The red and green vertical lines mark the signals with the red and green arrows marking the S&P 500 at signal time. A bullish signal occurs when the indicator moves above the bearish extreme (.95) and the back below. A bearish signal occurs when the indicator moves below the bullish extreme (.80) and back above. Because this moving average can trend for extended periods, it is important to wait for confirmation with a move back above or below the threshold. Waiting for this confirmation would have prevented a long position when the indicator moved above .95 in May. Notice how the indicator kept on moving higher and remained at relatively high levels for an extended period of time.

Shifting Ranges

Depending on market conditions, the ranges for the CBOE Total Put/Call Ratio will shift over time. The chart below shows the 10-day SMA (black) and the 50-day SMA (pink). A blue horizontal line is set at 1.00. Notice how the moving averages fluctuated above/below 1.00 from April 2007 until early 2009. This coincided with a flat market in the first half of 2007 and then an extended decline. The relatively elevated levels indicate a bias towards put volume (downside protection or direction bet). As the market reversed in March 2009 and started higher, the CBOE Total Put/Call Ratio moved into a lower range centered around .85, which shows a bias towards call volume. The moving averages stayed in this range until April 2010 and then both shot above 1.00 again.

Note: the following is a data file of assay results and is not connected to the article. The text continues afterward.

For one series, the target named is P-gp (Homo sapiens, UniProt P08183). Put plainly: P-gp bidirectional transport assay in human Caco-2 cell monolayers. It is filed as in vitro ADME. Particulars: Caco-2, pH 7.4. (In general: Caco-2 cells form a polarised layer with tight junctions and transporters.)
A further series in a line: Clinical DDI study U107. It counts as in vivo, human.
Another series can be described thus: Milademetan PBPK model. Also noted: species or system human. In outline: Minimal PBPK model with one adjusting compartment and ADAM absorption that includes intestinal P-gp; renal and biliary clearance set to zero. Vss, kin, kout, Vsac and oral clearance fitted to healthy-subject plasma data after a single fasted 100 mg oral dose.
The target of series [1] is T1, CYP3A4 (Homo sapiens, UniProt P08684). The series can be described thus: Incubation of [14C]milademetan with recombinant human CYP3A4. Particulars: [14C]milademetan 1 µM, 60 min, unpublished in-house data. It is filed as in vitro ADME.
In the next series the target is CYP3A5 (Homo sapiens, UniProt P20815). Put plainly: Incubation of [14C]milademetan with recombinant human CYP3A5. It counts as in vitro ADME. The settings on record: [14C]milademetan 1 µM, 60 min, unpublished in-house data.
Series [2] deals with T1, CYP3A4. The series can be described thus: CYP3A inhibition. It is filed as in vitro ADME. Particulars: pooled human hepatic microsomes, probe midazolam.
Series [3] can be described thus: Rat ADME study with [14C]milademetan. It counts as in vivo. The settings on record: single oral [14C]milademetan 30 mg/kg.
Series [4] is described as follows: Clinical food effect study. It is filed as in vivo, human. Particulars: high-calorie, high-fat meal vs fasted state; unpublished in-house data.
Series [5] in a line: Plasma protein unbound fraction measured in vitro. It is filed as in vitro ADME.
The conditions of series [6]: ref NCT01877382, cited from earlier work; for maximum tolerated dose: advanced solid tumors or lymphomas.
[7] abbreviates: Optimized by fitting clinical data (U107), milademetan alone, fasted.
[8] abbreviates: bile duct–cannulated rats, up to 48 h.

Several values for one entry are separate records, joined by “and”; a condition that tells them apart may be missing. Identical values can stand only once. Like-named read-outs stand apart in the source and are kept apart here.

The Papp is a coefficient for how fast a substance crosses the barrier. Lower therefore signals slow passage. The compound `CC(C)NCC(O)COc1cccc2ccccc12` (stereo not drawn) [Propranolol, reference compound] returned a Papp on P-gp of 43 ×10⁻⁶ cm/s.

As a contrarian sentiment indicator, signals from Put/Call Ratio will often be at odds with the prevailing trend. Call volume increases as a rally takes hold, while put volume increases during an extended decline. When the Put/Call Ratio reaches an extreme, it suggests that option players are either excessively bullish or bearish. These contrarian signals can sometimes pick tops and bottoms, but sometimes they will be too early or simply wrong. Indicators are not perfect. It is important to identify the extremes and wait for an extreme to be reached. Most of the time, the Put/Call Ratio will fluctuate between these extremes. It is also important to use the Put/Call Ratio in conjunction with other indicators, such as momentum oscillators or chart patterns to confirm signals. Waiting for a little confirmation can often filter out bad signals.

Put/Call Ratio on StockCharts.com

The Put/Call Ratio can be plotted a variety of ways using the SharpCharts charting tool. The indicator can be placed in the main window or above/below the main window. The example below shows the CBOE Total Put/Call Ratio ($CPC) in the main window (gray) with a 10-day SMA for smoothing (black). Users can also choose “invisible” for chart “type” to hide the daily values. This will expand the price scale to fit with the smoothed version (10-day SMA). Horizontal lines can also be added as “overlays”. A corresponding index can be shown as an “indicator” to compare the Put/Call Ratio to index movements. These chart settings are shown below the chart. Click on these images for a live chart.

Further Study

Larry McMillan is virtually synonymous with options. This “Trader's Hall of Fame” recipient first shared his personal options strategies and techniques in the original McMillan on Options. Now, in a revised and Second Edition, this indispensable guide to the world of options addresses a myriad of new techniques and methods needed for profiting consistently in today's fast-paced investment arena.

McMillan on Options
Larry McMillan